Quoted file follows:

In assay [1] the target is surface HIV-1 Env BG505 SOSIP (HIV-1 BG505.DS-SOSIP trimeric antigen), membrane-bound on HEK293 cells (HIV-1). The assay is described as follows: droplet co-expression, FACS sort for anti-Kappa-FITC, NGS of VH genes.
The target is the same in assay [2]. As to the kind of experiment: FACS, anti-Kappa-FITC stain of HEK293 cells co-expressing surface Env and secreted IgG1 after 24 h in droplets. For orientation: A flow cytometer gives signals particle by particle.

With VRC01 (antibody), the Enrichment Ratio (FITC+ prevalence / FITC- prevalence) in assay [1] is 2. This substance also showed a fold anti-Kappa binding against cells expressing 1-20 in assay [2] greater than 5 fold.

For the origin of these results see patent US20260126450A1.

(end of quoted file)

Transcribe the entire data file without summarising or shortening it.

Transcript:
In assay [1] the target is surface HIV-1 Env BG505 SOSIP (HIV-1 BG505.DS-SOSIP trimeric antigen), membrane-bound on HEK293 cells (HIV-1). The assay is described as follows: droplet co-expression, FACS sort for anti-Kappa-FITC, NGS of VH genes.
The target is the same in assay [2]. As to the kind of experiment: FACS, anti-Kappa-FITC stain of HEK293 cells co-expressing surface Env and secreted IgG1 after 24 h in droplets. For orientation: A flow cytometer gives signals particle by particle.

With VRC01 (antibody), the Enrichment Ratio (FITC+ prevalence / FITC- prevalence) in assay [1] is 2. This substance also showed a fold anti-Kappa binding against cells expressing 1-20 in assay [2] greater than 5 fold.

For the origin of these results see patent US20260126450A1.